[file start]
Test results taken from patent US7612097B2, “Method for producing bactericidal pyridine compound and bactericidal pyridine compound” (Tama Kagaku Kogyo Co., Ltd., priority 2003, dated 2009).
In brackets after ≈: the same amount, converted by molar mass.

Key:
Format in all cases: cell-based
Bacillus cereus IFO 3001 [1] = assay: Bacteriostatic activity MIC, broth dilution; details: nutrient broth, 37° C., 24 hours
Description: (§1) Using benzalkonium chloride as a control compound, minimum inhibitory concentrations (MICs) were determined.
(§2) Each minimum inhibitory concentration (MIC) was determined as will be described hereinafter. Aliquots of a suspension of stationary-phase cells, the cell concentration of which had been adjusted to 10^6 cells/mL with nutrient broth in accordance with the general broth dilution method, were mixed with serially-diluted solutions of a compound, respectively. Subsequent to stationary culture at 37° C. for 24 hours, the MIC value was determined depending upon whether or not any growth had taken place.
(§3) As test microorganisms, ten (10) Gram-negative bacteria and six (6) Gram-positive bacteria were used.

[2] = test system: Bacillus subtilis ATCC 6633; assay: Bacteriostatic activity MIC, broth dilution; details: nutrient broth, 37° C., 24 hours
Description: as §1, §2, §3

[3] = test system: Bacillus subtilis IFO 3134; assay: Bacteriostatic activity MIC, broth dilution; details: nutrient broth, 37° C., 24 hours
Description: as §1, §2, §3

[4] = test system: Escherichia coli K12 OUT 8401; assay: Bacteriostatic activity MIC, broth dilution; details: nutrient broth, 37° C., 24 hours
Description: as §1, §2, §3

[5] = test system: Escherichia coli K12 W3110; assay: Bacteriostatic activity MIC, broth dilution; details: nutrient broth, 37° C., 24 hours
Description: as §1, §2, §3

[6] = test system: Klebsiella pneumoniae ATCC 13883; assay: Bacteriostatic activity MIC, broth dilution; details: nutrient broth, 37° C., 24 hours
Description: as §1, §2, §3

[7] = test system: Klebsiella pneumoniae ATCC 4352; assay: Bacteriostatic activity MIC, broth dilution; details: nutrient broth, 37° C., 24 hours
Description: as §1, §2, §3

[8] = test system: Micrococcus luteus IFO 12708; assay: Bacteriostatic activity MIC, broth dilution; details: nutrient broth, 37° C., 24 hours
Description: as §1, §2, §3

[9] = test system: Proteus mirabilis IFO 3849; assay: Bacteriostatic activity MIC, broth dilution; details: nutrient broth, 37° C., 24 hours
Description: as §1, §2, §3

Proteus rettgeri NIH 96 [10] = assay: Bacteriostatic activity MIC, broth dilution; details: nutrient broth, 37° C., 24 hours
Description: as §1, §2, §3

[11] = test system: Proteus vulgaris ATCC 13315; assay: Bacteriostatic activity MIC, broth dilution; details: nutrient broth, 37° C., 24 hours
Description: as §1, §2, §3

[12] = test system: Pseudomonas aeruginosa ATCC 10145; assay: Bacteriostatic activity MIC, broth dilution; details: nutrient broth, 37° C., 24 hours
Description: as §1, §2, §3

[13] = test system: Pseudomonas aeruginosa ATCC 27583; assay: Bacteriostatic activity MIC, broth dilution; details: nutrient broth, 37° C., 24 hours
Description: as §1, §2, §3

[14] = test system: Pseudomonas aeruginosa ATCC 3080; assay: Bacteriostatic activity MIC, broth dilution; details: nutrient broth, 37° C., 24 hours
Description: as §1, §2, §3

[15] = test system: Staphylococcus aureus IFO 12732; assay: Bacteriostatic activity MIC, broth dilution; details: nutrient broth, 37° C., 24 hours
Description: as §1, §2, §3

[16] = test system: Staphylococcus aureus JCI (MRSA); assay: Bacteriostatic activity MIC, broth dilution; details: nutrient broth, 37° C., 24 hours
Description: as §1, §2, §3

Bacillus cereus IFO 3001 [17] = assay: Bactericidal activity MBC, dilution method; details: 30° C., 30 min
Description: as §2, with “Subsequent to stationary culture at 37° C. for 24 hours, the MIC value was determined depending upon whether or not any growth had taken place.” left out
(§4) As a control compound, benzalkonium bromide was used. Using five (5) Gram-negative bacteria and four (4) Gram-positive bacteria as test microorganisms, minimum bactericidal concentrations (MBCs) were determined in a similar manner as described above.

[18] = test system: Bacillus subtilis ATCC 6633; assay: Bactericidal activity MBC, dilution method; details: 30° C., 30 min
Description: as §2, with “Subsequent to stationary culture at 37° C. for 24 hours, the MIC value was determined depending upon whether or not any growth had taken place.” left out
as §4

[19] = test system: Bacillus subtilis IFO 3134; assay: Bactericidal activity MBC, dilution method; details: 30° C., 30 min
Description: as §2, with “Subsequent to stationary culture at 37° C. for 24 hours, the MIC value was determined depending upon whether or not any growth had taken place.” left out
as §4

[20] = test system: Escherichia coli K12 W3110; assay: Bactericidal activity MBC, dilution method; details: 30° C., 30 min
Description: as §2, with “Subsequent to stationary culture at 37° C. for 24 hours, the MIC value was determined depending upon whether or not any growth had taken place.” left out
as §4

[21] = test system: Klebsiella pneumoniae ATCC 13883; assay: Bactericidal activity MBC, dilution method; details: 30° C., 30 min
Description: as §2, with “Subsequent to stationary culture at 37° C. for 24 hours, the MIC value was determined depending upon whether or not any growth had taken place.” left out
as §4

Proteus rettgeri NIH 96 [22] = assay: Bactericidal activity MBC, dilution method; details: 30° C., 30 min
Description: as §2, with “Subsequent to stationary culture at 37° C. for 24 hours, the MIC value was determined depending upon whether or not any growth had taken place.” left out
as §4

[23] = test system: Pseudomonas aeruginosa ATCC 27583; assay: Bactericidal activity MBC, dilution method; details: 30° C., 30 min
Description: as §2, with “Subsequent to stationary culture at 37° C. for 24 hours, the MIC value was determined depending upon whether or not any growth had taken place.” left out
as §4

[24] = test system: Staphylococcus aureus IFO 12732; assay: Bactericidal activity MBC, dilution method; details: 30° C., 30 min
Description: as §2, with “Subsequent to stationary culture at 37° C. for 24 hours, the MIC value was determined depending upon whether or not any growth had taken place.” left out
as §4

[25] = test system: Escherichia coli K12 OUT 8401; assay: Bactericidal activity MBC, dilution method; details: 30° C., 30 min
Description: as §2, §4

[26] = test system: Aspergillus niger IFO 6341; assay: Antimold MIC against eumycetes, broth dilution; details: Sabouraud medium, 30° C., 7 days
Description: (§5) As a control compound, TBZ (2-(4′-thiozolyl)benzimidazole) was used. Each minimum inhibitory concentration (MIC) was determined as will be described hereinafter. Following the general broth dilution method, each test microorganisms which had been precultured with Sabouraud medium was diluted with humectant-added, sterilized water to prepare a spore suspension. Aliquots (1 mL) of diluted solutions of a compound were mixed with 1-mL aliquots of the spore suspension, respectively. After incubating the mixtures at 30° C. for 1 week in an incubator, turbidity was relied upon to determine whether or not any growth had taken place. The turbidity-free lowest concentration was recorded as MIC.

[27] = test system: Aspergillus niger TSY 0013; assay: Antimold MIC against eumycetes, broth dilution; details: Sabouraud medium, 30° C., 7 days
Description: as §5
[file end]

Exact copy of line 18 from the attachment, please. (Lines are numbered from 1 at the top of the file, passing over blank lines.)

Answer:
Description: as §1, §2, §3